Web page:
But when our Federal government defines these terms, it isn’t all that it should be.
High Speed Rail (HSR)
Take “high speed” rail, for an example. Now, when I think of that term, I’m thinking the Bullet Train in Japan or the TGV in France. Speeds over 150 mph up to 200 mph, and maybe faster.
Bus Rapid Transit (BRT)
BRT is supposed to be a blending of buses and rapid transit. So, it should be as fast as rail rapid transit (like a subway), but cheaper to build with buses and simple pavement replacing more costly and complex rails, power and signals systems.
In theory, the buses would run on a separate busway or a highway HOV (high occupancy vehicle) lane, therefore traveling “rapidly” (say, 40 to 60 mph) between stations.
In Boston, the Silver Line is considered BRT. There’s the Washington Street Silver Line, where the bus has a bus lane and some advantages (pre-emption) at the frequent traffic lights. So, maybe between stops and red lights, the bus may get up to about 25 to 30 mph. But when you add in time waiting for lights, the speed averages maybe 15 or 20 mph. What’s so rapid about that? Many in Roxbury and the South End know we’re not talking travel times equivalent to the long-gone elevated Orange Line on Washington Street.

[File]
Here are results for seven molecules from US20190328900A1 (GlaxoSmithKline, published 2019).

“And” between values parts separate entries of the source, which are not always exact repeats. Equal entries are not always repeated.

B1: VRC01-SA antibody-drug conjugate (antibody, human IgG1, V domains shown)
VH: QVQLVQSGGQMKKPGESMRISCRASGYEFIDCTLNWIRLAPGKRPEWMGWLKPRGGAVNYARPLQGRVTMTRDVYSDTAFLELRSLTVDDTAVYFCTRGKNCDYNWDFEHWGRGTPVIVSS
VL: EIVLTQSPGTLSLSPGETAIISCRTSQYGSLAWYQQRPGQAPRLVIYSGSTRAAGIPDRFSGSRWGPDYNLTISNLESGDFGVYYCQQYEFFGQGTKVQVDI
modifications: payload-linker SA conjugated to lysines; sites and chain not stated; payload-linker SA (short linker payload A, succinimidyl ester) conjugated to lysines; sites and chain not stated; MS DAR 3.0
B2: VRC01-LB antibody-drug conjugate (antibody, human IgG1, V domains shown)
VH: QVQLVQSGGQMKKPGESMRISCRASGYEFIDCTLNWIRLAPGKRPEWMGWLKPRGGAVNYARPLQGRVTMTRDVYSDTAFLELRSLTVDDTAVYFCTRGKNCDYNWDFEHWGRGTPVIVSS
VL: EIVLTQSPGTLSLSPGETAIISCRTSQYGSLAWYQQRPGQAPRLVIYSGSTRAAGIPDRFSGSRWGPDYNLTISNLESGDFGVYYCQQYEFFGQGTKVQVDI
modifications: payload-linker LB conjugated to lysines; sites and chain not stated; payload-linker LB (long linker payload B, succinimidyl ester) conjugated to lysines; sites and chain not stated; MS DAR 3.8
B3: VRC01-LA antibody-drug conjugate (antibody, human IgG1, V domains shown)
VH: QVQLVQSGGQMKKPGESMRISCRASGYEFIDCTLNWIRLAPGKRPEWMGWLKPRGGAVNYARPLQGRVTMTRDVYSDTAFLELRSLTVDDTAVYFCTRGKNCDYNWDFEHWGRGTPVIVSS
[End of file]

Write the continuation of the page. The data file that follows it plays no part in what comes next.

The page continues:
Ashmont-Mattapan High Speed Line
Another local speed misnomer is the least know segment of Boston’s rail transit system – the trolley line between Ashmont and Mattapan. When it opened on August 29, 1929, it was truly “high speed.” A typical trolley line ran in city streets, which was fairly slow going. The “High Speed” line was built along a partially abandoned rail line, avoiding city streets, and reaching “high speeds” up to 30 mph.
Today, the line still runs, with streetcars approaching 70 years old, still reaching speeds approaching 30 mph. But to many, it’s still known as the High Speed Line.
Speed certainly isn't what it used to be!